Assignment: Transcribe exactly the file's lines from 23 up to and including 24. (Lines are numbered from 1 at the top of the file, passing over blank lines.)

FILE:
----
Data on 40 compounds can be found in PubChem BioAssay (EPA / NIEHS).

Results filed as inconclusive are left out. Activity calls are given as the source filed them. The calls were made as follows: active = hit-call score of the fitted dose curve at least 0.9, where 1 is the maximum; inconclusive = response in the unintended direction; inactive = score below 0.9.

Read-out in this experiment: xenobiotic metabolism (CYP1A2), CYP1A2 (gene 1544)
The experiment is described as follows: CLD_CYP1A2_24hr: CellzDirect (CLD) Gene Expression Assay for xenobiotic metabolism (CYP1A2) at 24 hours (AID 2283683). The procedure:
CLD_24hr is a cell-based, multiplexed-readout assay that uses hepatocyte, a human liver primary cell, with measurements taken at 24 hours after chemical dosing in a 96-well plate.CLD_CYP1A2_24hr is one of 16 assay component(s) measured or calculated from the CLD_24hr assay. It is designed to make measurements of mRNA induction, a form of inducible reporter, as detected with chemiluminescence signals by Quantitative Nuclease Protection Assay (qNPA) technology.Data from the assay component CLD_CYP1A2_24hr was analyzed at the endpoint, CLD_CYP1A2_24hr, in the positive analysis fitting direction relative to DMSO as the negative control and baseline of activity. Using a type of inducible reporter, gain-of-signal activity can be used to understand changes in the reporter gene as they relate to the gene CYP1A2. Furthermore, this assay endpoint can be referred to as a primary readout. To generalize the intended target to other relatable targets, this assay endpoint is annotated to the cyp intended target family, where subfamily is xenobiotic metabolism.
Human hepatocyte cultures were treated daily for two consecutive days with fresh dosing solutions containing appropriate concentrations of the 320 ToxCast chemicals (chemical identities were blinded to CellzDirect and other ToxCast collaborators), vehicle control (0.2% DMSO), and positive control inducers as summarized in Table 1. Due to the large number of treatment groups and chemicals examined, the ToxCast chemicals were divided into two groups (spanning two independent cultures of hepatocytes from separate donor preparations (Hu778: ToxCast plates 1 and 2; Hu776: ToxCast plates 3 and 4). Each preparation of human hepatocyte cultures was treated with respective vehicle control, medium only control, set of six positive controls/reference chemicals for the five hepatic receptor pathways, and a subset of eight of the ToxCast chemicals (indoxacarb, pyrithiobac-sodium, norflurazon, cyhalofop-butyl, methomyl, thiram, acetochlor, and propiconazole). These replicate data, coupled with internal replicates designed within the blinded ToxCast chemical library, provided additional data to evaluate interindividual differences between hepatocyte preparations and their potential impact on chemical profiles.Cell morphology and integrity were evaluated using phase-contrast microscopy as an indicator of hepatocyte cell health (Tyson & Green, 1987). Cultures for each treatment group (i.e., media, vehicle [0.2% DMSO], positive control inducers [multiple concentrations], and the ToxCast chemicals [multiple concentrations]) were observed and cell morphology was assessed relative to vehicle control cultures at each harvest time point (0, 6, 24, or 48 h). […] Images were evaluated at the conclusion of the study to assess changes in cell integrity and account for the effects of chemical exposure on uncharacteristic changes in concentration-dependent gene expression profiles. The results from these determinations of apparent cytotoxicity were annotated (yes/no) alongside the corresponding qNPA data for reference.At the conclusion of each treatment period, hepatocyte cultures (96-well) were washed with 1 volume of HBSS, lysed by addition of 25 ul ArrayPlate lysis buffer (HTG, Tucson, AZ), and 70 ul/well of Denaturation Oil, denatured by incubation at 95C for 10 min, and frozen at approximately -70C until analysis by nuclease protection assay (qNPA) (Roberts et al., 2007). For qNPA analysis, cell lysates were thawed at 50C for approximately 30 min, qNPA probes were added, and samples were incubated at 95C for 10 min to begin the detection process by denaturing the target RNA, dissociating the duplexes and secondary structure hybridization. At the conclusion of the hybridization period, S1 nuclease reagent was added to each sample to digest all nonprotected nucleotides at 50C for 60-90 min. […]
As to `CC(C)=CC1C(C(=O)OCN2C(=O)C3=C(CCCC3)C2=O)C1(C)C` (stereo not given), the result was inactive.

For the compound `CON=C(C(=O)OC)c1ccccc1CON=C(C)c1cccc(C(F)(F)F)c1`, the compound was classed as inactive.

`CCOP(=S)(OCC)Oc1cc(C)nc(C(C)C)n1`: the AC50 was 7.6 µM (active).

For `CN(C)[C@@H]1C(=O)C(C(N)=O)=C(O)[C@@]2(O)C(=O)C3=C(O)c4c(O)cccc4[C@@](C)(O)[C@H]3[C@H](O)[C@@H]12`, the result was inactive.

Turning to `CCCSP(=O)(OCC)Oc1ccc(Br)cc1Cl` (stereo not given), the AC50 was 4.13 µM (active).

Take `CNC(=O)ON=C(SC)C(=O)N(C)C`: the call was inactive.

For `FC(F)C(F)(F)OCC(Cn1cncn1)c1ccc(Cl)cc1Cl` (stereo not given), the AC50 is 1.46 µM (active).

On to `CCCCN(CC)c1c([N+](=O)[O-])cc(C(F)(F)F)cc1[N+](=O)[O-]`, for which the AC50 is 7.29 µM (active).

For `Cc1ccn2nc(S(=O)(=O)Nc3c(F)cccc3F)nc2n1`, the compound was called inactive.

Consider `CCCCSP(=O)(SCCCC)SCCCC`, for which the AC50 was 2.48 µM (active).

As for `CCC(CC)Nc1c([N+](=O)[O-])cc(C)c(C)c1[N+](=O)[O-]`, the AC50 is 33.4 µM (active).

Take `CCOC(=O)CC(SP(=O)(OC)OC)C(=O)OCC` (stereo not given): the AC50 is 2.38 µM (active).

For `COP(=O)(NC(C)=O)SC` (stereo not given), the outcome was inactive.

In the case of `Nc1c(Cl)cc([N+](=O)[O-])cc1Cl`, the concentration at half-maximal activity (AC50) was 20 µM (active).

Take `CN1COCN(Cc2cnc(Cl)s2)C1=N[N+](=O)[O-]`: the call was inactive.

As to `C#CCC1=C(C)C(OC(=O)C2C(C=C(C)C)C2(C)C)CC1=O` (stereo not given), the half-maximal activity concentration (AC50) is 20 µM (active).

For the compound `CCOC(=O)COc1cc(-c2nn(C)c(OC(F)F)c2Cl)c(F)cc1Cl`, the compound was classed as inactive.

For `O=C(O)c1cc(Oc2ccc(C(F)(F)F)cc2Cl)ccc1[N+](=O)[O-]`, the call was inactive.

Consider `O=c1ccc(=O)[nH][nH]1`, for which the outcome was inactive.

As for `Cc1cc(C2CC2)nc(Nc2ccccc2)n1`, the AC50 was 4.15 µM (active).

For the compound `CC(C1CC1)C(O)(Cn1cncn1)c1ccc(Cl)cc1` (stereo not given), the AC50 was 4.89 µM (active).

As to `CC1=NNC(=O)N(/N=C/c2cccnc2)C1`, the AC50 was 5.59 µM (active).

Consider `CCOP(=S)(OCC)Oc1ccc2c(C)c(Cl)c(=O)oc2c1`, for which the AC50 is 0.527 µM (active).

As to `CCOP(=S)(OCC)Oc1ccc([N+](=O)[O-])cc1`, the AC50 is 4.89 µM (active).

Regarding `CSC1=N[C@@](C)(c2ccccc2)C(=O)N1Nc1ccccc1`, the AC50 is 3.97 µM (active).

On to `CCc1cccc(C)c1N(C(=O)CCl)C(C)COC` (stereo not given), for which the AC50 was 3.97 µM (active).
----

For the compound `CCOC(=O)COc1cc(-c2nn(C)c(OC(F)F)c2Cl)c(F)cc1Cl`, the compound was classed as inactive.

For `O=C(O)c1cc(Oc2ccc(C(F)(F)F)cc2Cl)ccc1[N+](=O)[O-]`, the call was inactive.